Staff Focus: Amy Miller, School Social Worker, Homewood Center
March 7th, 2023
Amy Miller began her career in the mental health field in 1998, when she worked in Sheppard Pratt Hospital’s Trauma Disorder Unit. She later became a licensed clinical social worker and worked in a variety of in- and out-patient settings. She later served as manager of Howard County’s Mobile Crisis Team.
Today, Miller is one of four licensed school social workers at HCPSS’ Homewood Center, where she serves as a leader of the school’s Bridges Program. In that capacity, Miller provides therapy to students with Individualized Education Plans (IEPs) who struggle with social and emotional challenges ranging from anxiety and depression to autism, mood disorders, and psychiatric conditions that affect their well-being and academic performance.
“My role is to support students in developing the social and emotional skills they need to be able to focus on learning in school,” she explains. “In some cases, that involves helping students identify their emotional triggers; in other cases, it involves teaching students coping strategies and working with them to implement strategies in real time.”
At the core of Miller’s work is relationship building.
“I try to find out what motivates students and what they feel they are good at, so I can use that information to help build a plan to help them.”
Miller also works to build relationships with her students’ parents.
As she notes, “Building rapport with clients—in this case students and families—is essential in establishing a trusting therapeutic relationship so that students feel safe, comfortable and brave enough to face tough challenges and situations. It is the number one predictor of successful treatment!”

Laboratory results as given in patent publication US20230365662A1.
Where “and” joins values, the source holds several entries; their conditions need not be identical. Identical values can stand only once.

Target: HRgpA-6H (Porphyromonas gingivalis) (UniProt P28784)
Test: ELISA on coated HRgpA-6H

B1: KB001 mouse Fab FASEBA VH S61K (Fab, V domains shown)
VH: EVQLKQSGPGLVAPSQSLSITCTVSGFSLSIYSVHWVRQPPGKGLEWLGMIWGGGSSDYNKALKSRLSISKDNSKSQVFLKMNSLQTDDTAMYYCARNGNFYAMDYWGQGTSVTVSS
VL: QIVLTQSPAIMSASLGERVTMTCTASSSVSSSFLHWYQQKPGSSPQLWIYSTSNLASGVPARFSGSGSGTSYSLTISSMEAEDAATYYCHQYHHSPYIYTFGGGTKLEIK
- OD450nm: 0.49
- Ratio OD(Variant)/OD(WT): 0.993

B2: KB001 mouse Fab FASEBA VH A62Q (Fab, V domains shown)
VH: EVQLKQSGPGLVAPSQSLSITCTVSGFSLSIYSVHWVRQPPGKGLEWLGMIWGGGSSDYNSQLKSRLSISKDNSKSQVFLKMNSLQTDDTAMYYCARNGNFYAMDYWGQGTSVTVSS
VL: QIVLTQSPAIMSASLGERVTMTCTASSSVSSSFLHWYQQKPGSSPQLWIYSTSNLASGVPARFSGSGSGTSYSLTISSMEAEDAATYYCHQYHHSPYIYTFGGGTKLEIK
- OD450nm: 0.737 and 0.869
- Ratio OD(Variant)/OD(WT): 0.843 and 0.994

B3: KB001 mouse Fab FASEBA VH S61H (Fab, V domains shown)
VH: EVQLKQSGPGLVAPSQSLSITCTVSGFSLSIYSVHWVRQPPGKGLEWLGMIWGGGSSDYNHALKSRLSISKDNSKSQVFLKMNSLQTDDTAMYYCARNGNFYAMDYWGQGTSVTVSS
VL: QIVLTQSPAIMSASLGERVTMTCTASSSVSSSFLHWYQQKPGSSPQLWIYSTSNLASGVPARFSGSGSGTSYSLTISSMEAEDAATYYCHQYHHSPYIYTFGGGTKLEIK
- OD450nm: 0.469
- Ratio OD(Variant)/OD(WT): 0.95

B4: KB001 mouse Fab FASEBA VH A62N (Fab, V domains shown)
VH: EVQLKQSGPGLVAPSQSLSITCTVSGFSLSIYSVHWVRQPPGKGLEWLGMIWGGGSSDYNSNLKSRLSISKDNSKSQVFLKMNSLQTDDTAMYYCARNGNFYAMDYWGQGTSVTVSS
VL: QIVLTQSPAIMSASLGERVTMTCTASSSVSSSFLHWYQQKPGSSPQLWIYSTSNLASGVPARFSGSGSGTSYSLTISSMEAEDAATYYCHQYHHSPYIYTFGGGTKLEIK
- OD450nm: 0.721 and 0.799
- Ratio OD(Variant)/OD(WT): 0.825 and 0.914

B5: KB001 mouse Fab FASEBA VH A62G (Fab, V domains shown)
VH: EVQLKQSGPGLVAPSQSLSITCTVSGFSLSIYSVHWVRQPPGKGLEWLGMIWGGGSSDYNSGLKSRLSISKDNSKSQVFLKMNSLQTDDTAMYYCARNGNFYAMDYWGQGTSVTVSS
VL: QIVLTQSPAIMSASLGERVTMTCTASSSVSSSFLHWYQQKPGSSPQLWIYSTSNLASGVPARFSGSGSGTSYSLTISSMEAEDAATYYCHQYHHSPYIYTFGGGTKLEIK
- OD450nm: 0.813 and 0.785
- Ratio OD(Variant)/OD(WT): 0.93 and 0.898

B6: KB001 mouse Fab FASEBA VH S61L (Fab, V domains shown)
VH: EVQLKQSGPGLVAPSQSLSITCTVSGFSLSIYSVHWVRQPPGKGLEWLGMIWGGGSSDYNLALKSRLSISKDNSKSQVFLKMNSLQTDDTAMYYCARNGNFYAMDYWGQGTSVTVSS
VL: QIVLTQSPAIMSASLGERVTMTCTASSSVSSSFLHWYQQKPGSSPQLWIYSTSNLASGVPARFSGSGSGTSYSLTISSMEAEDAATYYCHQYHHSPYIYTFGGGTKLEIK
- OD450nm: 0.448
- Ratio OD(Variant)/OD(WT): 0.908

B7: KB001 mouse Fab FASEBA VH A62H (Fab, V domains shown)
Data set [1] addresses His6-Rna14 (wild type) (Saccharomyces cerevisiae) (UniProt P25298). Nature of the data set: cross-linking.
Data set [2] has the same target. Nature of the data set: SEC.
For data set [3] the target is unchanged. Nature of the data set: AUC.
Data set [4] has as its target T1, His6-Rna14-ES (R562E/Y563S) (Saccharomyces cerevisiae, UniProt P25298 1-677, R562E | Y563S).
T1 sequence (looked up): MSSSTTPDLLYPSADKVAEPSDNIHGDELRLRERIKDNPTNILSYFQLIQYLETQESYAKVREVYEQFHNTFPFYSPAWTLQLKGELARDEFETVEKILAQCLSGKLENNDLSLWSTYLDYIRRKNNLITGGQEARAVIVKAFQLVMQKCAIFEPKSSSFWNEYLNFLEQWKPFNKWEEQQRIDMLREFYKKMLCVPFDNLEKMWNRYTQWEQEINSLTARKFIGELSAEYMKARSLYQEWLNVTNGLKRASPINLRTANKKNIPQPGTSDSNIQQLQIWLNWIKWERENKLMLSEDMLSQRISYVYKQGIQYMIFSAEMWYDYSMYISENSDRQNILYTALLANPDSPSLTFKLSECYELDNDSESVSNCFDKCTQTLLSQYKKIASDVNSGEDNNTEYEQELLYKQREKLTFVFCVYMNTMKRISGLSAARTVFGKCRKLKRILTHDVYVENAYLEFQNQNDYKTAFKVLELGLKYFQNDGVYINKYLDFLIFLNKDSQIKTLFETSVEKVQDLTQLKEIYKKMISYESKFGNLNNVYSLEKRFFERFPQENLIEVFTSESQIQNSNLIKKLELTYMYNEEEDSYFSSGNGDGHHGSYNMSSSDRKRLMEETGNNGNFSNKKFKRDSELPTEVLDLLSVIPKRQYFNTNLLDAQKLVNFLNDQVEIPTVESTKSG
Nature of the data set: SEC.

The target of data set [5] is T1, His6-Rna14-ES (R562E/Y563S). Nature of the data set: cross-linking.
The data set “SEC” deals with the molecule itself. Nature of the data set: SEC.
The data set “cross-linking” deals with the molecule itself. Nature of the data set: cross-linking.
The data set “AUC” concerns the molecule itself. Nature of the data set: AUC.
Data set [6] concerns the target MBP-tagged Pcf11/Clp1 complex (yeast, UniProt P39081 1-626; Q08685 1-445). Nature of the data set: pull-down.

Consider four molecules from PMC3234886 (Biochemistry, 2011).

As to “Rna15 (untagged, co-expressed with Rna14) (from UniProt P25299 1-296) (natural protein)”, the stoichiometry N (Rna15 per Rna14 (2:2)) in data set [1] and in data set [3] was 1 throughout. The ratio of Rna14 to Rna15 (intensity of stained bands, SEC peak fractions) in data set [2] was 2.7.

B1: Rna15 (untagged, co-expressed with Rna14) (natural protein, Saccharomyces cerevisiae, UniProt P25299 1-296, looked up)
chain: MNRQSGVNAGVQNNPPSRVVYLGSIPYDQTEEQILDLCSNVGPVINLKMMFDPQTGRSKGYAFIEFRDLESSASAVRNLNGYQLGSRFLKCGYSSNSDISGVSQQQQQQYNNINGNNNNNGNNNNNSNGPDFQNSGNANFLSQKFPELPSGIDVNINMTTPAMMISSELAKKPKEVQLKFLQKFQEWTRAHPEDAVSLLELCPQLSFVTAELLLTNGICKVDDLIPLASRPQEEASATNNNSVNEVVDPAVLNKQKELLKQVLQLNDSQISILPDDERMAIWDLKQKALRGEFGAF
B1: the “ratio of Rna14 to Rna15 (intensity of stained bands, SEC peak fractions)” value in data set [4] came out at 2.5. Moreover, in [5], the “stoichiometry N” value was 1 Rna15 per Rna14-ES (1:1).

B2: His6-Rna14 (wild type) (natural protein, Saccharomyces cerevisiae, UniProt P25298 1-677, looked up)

Miller regularly reaches out to parents to check in and discuss a student’s progress. By keeping those lines of communication open, Miller says she and the parents can ensure they are on the same page and are working together toward shared goals for the student.
In addition, Miller builds and maintains relationships with external service providers with whom her students work.
“Different providers have different roles to play in supporting our students. As a school social worker, my role is focused on helping students meet their social/objectives in a school setting. An external provider could have a very different focus. By keeping each other informed about the work we’re doing and the progress and/or challenges we are seeing, we can find ways to collaborate and better help the student achieve their goals.”
In addition to her therapy-based work, Miller works closely with her social work and psychologist colleagues to serve as a resource for Homewood staff, providing trainings and guidance on assorted mental health issues.
“We try to provide staff with the information and tools they need to better understand the social/emotional challenges our students face, as well as how to best support them,” she explains.
Miller and her colleagues also organize regular events for parents of Homewood students.
“Homewood doesn’t have a PTA like other schools, so our parents don’t have a built-in way to connect as they do at other schools. Instead, our clinical team holds evening events where our parents can come, talk, and learn together,” Miller says.
The events, which typically are held in the evening to accommodate parents’ work schedules, often feature presentations by a community group and the clinical team, as well as opportunities for parents to meet and support each other.
While her job is demanding, Miller says it is a great fit for her.
“There are certainly tough days. But being in a position where I can help students and families makes it all worthwhile.”